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PRECAUTIONS IN THE APPLICATION OF REED SWITCHES TECHNICAL DATA SHEET 1 Many of Kelco Engineering’s products use reed When a reed switch is going to be used as a control switches as the principal switching element. Reed device various factors need to be considered. Firstly switches offer major advantages over alternate the nature of the load should be assessed. If the load types of switches including very high reliability is slightly inductive (such as a small relay, solenoid or and long stable life. To obtain their full benefits, contactor), or if long cable runs are to be used, reed switches need to be correctly applied. If they consideration should be given to employing measures are overloaded or misapplied, they can be easily to protect the reed switch. Such measures may damaged or destroyed. include an interposing relay to isolate and protect the reed switch, or the use of shielded cable, or rate effect Reed switches consist of a sealed glass tube filled with suppression circuits, or the use of a blocking diode. an inert gas. Two separate ferromagnetic reeds are Mains voltage cabling running alongside unshielded arranged within the tube with their tips parallel and very signal cable can result in induced voltages in the signal close together, but not quite touching. When a magnet is cable, particularly where long cable runs are involved. brought near a reed switch, the two reeds adopt opposite In such applications shielded cable should be used. magnetic polarity, and are drawn together, thus closing the switch. The amount of movement of the reeds in the presence of a magnet is very small, and the flexing of the CONTACT PROTECTION IN DC CIRCUITS reeds is kept well within the elastic limits of their materials of construction. The result is a switch that potentially has an exceptionally long life. In most reed switches the glass housing is sealed and pressurised with an inert gas. The gas prevents oxidisation of the reeds and increases the break down voltage of the switch. Fig 2 Fig 1 Fig 2 depicts typical reed switch protection in a DC application. In Fig 2, a blocking diode parallel to the inductive load (or parallel to the reed switch) is used to reduce the high reverse voltage present across the contacts when the reed switch opens. The forward breakdown voltage of the diode needs to be larger than the supply voltage, and the forward current rating BASIC REED SWITCH LAYOUT of the diode should be equal to 5 times the supply voltage divided by the coil resistance, in ohms. Note that a metal oxide varistor (MOV) can be used in a I Reed switches offer an infinitely high resistance similar manner. when their contacts are open, in other words they give complete galvanic separation of the contacts. CONTACT PROTECTION IN AC CIRCUITS I Very low resistance when the contacts are closed. I Very high reliability, given they are correctly applied. I Very low resistance drift over time, as the contacts are not prone to oxidisation, due to the inert atmosphere within the switch. I They contain no mechanism for the storage of electrical energy, and are therefore excellent as control devices in hazardous applications. Reed switches are ideal for computer or PLC Fig 3 applications, and for all types of signalling in electronic controllers, timers and telemeter systems. In addition Fig 3 depicts a typical AC application where a series they are suitable for control of small relays and solid- connected resistor and capacitor are placed in parallel state relays. Reed switches are not suitable for control with the inductive load. The capacitor serves as an of inductive loads such as electric motors, (even very alternate path for the destructive back voltage small DC motors). They are also not suitable for generated by the collapsing magnetic field within the control of high wattage contactor or solenoid coils inductive load; the back EMF is generated each time unless fitted with suitable arc suppression circuits. the reed switch contacts open. The series resistor acts Finally they are not suitable for control of incandescent to limit the high inrush current flowing from the filament lamps unless great care is taken to control the capacitor back across the reed switch contacts, each cold filament inrush current that occurs on start-up. time the reed switch contacts close. CONTACT PROTECTION IN LAMP CIRCUITS CAPACITIVE LOADS R= Current limiting resistor. The value should Fig 6 hold the current to <0.5 to 1 Amp. R= Parallel resistance. Current flow through the resistor Fig 4 preheats the lamp filament and increases its resistance thus reducing the inrush current. The value of R should be less than the filment resistance divided by 3. High and instantaneous current discharge from Fig 4 depicts typical methods for protecting reed capacitors can damage reed switch contacts. Fig 6 switches in circuits where the load is a filament lamp. sets out a typical circuit in which a capacitor (C) The cold filament inrush current in a lamp circuit, and discharges directly across a reed switch. A surge thus across the reed switch contacts can reach 5 to10 current (Is) flows in the circuit, and unless limited by times the steady state hot filament current. The nature resistor (Rk), may cause damage to the reed switch of the inrush is very similar to a capacitive load, and contacts. The value of the resistor Rk in ohms should requires some means to reduce it if damage to the equal the voltage across the capacitor divided by the reed switch is to be avoided. current (Is), where (Is) is <100mA. Methods used normally consist of either a series or SYMPTOMS OF PROBLEMS parallel resistance, to reduce the inrush. A series resistance simply reduces the current in the whole Reed switches exhibit a distinct but faint pinging sound circuit to an acceptable level. Parallel resistance each time the contacts close. Their sound is quite provides a current path around the reed switch, and distinct, and can be heard if the switch is held close to serves to hold the lamp filament at an elevated the ear and a magnet is moved close to the switch. If temperature (below incandescence), and therefore at no sound can be heard from the reed switch when a a higher resistance than in its cold state. float arm or flow switch paddle containing a magnet is moved back and forward, it may be an indication that WIRING CAPACITANCE the contacts of the reed switch have been mechanically welded closed (ON), or that the reed switch’s glass housing is cracked or broken. If a reed switch exhibits closed contacts, when no magnet is close by, the contacts may be welded closed. A gentle tap with a screwdriver handle on the surface of the circuit board (not directly on the reed switch) can break apart contacts that are lightly welded. If such a condition is evident, and it is found that the Fig 5 reed switch seems to function after the contacts are released, it is usually symptomatic of an overload When reed switches and loads are connected over long situation. The installation should be checked over and distances by cable, electrostatic capacitance from the exact operating conditions of the reed switch within the cable can detrimentally affect the contacts of noted. If the system appears to be operating within the the reed switch. In such applications small inductors rated limits of the reed switch, the problem may be the connected in series with the reed switch should be result of a transient condition, such as an induced used as protection. Fig 5 depicts such an application, voltage in the cable system, of capacitive inrush, from where 50 metres or greater is considered as a long long cable runs. Normally in such a situation a simple cable run. The exact value of the ideal inductor to use diode installed across the reed switch, or a small will depend on the load current, but will typically be in inductor connected in series with the reed switch will the range of 0.5 to 5 mH. generally solve the problem. Kelco Engineering Manufacturing division of CYNCARD PTY LTD A.B.N. 20 002 834 844 Head Office and Factory: 2/9 Powells Road BROOKVALE 2100 AUSTRALIA Postal Address: PO Box 496 BROOKVALE NSW 2100 Phone: 61 2 (02) 9905 6425 Fax: 61 2 (02) 9905 6420 Email: email@example.com URL: http;//www.kelco.com.au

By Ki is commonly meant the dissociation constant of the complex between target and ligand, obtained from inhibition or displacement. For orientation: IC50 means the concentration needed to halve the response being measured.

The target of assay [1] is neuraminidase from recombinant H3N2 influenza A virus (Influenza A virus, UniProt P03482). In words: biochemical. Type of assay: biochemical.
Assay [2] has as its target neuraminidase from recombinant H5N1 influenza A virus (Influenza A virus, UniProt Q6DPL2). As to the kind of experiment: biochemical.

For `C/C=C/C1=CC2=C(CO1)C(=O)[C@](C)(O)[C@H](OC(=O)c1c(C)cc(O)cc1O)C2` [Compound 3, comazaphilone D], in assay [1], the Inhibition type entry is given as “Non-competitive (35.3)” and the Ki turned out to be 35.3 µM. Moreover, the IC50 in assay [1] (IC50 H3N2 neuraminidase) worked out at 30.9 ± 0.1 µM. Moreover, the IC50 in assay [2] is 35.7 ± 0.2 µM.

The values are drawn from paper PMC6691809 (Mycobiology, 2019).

"Reed Switch _Reed Relay_ Reference - Reed Switch Data"